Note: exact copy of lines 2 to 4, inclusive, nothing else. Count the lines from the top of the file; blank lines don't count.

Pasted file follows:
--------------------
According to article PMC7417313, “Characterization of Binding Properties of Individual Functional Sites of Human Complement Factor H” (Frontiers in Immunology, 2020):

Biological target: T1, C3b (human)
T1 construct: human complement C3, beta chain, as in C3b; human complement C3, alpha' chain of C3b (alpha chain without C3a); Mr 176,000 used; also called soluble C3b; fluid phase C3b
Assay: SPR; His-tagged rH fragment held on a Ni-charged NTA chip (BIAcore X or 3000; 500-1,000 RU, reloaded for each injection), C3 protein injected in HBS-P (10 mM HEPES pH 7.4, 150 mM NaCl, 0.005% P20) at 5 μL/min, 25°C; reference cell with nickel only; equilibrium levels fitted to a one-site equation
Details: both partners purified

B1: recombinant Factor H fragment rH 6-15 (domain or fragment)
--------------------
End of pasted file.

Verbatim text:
Biological target: T1, C3b (human)
T1 construct: human complement C3, beta chain, as in C3b; human complement C3, alpha' chain of C3b (alpha chain without C3a); Mr 176,000 used; also called soluble C3b; fluid phase C3b
Assay: SPR; His-tagged rH fragment held on a Ni-charged NTA chip (BIAcore X or 3000; 500-1,000 RU, reloaded for each injection), C3 protein injected in HBS-P (10 mM HEPES pH 7.4, 150 mM NaCl, 0.005% P20) at 5 μL/min, 25°C; reference cell with nickel only; equilibrium levels fitted to a one-site equation